So which is which?
The easiest way to tell is by looking at the Northeast. Much of New England votes reliably Democratic but is also densely White. So you can tell that Map B is the map of White Christians and Map A the map of 2020 election results.
The point, of course, is that it isn’t easy to differentiate between them. Looking at PRRI’s maps of the distribution of religious groups, the superficial similarity of White Christianity and Trump support is immediately obvious. But, of course, national maps of county-level data tend to obscure underlying trends, as anyone who has had a debate over how to depict presidential-vote results can attest.
So what do the actual data show? And how much of this is a function of the overlap between religion and race, and not race by itself? We know, for example, that there’s a correlation between how densely White a county is and how strongly it supported Trump. On the graph below, in which each dot depicts a county, you can see how the cloud of results runs from lower left to upper right: increasing margins for Trump as the density of Whites in a county increases.
You can often eyeball how strong correlation is by noticing how closely clustered the data points are. Here, the cloud gets blurry at the edges; there are a number of Trump-voting counties with lower densities of White people and some very White counties that voted Democratic (some of which are in New England).
PRRI was generous enough to share with The Post its county-level estimates of the percentage of White Christians in a county. When we introduce that second variable, look what happens to the relationship.
Statisticians measure how closely tied two series of data are using something called the “correlation coefficient.” A coefficient of 1 means that two sets of data are perfectly correlated. The density of Whites in a county correlates to Trump support in that county with a correlation coefficient of 0.52. The density of White Christians correlates to Trump support with a coefficient of 0.74.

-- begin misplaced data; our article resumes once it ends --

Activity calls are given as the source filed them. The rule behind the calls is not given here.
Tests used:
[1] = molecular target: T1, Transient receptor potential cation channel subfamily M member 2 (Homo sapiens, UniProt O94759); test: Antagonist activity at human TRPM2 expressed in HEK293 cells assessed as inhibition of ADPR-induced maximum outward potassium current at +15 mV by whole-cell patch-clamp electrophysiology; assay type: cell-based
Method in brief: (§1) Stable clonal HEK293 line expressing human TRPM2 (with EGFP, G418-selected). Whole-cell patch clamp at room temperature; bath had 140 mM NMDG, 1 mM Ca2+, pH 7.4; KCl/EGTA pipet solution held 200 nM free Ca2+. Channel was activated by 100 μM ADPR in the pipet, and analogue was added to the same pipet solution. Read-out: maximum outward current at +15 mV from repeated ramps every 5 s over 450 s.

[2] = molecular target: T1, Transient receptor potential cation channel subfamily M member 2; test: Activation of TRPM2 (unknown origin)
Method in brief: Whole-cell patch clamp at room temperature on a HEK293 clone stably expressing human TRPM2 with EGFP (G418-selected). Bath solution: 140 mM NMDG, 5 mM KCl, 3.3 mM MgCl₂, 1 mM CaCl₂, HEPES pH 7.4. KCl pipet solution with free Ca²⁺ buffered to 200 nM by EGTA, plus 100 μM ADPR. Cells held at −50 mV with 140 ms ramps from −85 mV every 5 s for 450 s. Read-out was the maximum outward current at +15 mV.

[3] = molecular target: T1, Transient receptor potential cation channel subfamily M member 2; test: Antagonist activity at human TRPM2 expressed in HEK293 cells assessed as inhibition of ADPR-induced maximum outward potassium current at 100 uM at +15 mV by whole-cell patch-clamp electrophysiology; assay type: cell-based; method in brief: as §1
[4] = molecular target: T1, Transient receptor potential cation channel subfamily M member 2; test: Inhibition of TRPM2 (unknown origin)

We can show the importance of that overlap with religion in another way. Plotting the density of White Christians in a county against the density of Whites, we see, expectedly, a trend from lower left to upper right. More Whites means more White Christians, naturally.
Notice, though, that we colored the dots in the same way as the prior graphs: blue dots indicate counties that voted for President Biden and red ones counties that backed Trump. As the density of Whites increases, the counties that have a lower density of White Christians are more likely to be colored blue. In other words, the same density of Whites, but fewer White Christians — with a noticeable effect on vote results.
The graph below emphasizes that more clearly. The shaded areas approximate the range in which counties that backed Trump or Biden fall in terms of the density of White Christians. The red-shaded area is consistently higher than the blue-shaded area, indicating that counties that backed Trump have higher densities of White Christians, even as they have the same density of Whites overall.
The problem for Trump in 2020 was twofold. First, turnout was up substantially over 2016, particularly among groups that opposed his candidacy. Second, the correlation between the density of White Christians and Trump support actually dropped since 2016. While more White Christians meant more support for Trump, that wasn’t as true last year as it was when Trump was first elected. In most counties, the margin for Trump shifted downward, even in many densely White Christian ones.
(At lower right you can see Trump’s gains with heavily non-White counties, a shift not large enough to offset his overall declines.)
This is the story of the 2016 and 2020 elections. Trump had a key base of support that yielded him millions of votes. In 2020, though, it wasn’t enough.